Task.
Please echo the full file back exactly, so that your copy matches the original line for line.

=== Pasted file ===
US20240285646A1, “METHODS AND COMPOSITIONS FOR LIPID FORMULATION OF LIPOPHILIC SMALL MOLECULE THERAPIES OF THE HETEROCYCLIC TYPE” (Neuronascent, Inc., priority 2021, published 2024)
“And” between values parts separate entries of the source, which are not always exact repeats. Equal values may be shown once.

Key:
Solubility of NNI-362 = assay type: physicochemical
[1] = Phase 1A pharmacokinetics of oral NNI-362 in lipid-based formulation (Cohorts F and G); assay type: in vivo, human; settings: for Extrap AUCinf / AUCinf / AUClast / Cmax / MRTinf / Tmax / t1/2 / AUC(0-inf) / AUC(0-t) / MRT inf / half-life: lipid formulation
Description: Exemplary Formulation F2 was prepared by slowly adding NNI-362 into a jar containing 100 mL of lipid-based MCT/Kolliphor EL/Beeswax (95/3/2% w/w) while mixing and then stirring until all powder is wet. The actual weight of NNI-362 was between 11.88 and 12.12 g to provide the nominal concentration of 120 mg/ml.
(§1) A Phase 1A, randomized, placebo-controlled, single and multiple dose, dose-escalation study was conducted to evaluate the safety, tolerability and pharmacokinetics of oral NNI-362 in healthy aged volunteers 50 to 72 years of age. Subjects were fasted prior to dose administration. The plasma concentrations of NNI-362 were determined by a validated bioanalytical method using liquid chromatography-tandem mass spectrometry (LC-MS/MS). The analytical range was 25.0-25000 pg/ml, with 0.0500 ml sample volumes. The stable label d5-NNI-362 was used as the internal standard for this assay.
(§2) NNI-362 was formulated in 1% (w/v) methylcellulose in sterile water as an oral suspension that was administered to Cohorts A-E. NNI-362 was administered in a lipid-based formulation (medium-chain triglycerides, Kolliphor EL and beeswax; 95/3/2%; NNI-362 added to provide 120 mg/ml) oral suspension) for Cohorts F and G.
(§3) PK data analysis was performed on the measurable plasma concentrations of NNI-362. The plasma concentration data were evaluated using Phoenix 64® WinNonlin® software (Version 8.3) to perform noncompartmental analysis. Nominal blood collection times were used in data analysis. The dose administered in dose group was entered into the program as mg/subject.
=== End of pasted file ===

US20240285646A1, “METHODS AND COMPOSITIONS FOR LIPID FORMULATION OF LIPOPHILIC SMALL MOLECULE THERAPIES OF THE HETEROCYCLIC TYPE” (Neuronascent, Inc., priority 2021, published 2024)
“And” between values parts separate entries of the source, which are not always exact repeats. Equal values may be shown once.

Key:
Solubility of NNI-362 = assay type: physicochemical
[1] = Phase 1A pharmacokinetics of oral NNI-362 in lipid-based formulation (Cohorts F and G); assay type: in vivo, human; settings: for Extrap AUCinf / AUCinf / AUClast / Cmax / MRTinf / Tmax / t1/2 / AUC(0-inf) / AUC(0-t) / MRT inf / half-life: lipid formulation
Description: Exemplary Formulation F2 was prepared by slowly adding NNI-362 into a jar containing 100 mL of lipid-based MCT/Kolliphor EL/Beeswax (95/3/2% w/w) while mixing and then stirring until all powder is wet. The actual weight of NNI-362 was between 11.88 and 12.12 g to provide the nominal concentration of 120 mg/ml.
(§1) A Phase 1A, randomized, placebo-controlled, single and multiple dose, dose-escalation study was conducted to evaluate the safety, tolerability and pharmacokinetics of oral NNI-362 in healthy aged volunteers 50 to 72 years of age. Subjects were fasted prior to dose administration. The plasma concentrations of NNI-362 were determined by a validated bioanalytical method using liquid chromatography-tandem mass spectrometry (LC-MS/MS). The analytical range was 25.0-25000 pg/ml, with 0.0500 ml sample volumes. The stable label d5-NNI-362 was used as the internal standard for this assay.
(§2) NNI-362 was formulated in 1% (w/v) methylcellulose in sterile water as an oral suspension that was administered to Cohorts A-E. NNI-362 was administered in a lipid-based formulation (medium-chain triglycerides, Kolliphor EL and beeswax; 95/3/2%; NNI-362 added to provide 120 mg/ml) oral suspension) for Cohorts F and G.
(§3) PK data analysis was performed on the measurable plasma concentrations of NNI-362. The plasma concentration data were evaluated using Phoenix 64® WinNonlin® software (Version 8.3) to perform noncompartmental analysis. Nominal blood collection times were used in data analysis. The dose administered in dose group was entered into the program as mg/subject.